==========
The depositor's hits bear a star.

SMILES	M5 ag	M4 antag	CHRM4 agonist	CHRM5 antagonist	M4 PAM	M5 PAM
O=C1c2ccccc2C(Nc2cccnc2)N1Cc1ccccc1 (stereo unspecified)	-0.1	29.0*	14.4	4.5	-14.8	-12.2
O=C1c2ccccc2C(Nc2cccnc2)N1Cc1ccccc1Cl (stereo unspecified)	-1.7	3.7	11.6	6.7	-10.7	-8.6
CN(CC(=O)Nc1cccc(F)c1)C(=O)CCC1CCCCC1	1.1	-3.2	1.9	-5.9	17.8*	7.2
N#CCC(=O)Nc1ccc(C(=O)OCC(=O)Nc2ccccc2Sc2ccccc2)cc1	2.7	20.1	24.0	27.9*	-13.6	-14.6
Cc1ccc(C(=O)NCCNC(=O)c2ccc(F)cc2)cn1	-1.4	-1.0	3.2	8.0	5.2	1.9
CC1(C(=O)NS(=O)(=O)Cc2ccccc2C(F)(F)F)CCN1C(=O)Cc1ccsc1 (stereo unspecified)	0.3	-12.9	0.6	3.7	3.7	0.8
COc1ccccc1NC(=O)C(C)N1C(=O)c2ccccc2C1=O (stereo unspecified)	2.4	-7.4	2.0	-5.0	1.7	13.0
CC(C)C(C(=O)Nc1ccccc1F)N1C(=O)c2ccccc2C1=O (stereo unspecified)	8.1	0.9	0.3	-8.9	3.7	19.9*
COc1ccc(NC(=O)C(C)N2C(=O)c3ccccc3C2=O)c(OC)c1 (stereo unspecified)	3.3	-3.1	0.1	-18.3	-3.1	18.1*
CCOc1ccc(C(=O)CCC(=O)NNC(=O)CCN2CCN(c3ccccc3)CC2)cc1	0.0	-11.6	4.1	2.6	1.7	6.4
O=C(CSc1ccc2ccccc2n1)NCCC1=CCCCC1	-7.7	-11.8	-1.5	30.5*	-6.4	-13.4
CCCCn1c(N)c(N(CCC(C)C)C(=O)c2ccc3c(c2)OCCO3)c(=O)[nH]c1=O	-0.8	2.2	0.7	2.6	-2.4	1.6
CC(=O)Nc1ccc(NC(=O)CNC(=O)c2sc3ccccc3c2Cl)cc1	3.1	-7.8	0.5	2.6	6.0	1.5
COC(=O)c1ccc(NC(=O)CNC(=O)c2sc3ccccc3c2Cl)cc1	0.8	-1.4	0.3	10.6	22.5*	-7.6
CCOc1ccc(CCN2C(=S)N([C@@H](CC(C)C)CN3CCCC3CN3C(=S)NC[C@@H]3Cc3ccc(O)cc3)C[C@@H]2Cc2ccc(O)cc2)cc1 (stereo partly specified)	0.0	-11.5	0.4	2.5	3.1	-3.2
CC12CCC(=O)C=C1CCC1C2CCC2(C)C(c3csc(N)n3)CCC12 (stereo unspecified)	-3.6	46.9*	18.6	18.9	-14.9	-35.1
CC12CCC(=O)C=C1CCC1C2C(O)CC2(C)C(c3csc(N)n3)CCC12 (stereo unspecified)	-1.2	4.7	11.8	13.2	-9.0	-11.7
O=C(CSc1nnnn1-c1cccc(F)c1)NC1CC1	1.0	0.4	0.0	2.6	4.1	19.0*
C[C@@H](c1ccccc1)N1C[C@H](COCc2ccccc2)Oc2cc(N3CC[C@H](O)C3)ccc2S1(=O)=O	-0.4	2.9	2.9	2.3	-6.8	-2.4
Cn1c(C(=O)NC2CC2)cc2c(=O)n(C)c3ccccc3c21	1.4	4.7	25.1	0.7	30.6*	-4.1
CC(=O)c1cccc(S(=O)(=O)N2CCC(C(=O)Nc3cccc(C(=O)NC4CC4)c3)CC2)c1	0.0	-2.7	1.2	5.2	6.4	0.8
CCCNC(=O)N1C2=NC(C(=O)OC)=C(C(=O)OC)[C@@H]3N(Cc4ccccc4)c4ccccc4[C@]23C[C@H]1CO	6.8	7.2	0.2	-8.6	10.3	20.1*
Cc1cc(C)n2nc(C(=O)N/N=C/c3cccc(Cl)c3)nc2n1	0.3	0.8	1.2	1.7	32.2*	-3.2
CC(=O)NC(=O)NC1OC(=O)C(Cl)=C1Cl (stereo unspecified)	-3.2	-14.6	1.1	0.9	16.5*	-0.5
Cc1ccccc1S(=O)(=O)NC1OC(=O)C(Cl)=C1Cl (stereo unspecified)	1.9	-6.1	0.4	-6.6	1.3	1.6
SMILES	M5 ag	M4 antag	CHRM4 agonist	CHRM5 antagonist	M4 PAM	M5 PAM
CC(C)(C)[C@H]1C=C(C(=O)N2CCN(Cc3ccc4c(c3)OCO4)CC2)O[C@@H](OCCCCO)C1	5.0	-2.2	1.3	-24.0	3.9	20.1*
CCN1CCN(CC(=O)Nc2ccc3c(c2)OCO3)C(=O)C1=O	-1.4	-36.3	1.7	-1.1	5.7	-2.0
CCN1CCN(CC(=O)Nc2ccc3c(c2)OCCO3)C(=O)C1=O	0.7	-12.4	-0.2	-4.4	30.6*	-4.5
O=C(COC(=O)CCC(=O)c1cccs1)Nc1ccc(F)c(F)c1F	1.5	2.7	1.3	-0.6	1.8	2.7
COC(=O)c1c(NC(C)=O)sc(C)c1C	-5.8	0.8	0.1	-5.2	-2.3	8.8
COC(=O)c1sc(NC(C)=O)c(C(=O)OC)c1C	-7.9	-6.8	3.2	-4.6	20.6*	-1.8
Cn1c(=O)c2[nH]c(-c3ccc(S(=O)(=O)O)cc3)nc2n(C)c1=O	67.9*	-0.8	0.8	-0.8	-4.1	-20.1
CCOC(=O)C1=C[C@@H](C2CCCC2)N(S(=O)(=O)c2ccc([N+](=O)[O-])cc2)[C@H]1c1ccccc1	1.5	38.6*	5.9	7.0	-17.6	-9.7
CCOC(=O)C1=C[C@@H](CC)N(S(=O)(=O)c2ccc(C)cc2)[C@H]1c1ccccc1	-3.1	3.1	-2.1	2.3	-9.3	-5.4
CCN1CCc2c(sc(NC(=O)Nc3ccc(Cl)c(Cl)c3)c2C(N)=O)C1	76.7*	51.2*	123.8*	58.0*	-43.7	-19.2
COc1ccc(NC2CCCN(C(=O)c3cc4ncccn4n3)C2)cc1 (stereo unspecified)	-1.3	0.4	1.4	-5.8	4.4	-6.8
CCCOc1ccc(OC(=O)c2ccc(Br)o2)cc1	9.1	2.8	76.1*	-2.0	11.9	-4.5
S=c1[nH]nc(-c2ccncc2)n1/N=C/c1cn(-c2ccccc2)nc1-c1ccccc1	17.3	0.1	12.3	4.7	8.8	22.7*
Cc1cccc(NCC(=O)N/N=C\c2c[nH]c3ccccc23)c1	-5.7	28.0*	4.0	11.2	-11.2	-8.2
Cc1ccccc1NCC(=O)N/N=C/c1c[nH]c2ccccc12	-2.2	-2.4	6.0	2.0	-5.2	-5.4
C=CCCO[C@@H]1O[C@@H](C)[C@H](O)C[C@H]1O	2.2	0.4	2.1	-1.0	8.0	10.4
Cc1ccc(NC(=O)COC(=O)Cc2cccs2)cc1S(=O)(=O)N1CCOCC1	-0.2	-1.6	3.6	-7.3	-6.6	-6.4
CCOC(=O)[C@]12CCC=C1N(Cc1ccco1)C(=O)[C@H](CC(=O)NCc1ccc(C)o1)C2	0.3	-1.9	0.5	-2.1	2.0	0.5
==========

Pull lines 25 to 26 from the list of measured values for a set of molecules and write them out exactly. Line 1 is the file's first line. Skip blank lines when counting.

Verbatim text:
Cc1cc(C)n2nc(C(=O)N/N=C/c3cccc(Cl)c3)nc2n1	0.3	0.8	1.2	1.7	32.2*	-3.2
CC(=O)NC(=O)NC1OC(=O)C(Cl)=C1Cl (stereo unspecified)	-3.2	-14.6	1.1	0.9	16.5*	-0.5